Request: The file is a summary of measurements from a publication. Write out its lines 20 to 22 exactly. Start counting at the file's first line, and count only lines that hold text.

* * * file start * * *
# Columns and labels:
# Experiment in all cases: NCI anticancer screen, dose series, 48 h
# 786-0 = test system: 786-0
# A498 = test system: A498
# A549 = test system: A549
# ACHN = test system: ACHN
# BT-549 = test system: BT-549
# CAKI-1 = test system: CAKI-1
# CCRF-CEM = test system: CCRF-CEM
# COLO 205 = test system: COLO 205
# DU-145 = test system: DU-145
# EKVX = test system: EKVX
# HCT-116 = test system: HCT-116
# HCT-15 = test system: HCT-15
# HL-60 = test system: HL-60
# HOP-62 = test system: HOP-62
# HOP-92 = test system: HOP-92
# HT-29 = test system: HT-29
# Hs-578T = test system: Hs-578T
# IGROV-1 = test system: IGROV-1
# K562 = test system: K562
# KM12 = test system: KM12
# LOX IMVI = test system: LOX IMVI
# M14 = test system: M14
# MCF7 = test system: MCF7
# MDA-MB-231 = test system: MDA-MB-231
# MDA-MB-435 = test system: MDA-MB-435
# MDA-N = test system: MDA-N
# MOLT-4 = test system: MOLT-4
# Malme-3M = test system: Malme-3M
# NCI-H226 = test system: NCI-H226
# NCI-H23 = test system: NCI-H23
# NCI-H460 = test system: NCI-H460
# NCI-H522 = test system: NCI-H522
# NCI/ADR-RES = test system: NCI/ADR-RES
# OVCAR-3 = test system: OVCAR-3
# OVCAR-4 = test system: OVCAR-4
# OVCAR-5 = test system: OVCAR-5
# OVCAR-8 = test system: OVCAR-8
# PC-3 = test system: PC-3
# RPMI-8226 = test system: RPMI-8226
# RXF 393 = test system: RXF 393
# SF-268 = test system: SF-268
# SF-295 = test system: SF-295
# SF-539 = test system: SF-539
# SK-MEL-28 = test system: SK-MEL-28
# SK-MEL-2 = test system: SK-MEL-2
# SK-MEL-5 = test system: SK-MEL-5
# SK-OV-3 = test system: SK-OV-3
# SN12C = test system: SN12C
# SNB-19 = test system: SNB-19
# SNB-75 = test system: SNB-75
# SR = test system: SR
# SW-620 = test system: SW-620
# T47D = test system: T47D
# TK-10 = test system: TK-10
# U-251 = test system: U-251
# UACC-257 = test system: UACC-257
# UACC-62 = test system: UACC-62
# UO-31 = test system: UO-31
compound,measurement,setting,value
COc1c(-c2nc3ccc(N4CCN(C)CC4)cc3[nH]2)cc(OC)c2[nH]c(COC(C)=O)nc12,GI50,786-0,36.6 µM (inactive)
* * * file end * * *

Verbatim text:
# IGROV-1 = test system: IGROV-1
# K562 = test system: K562
# KM12 = test system: KM12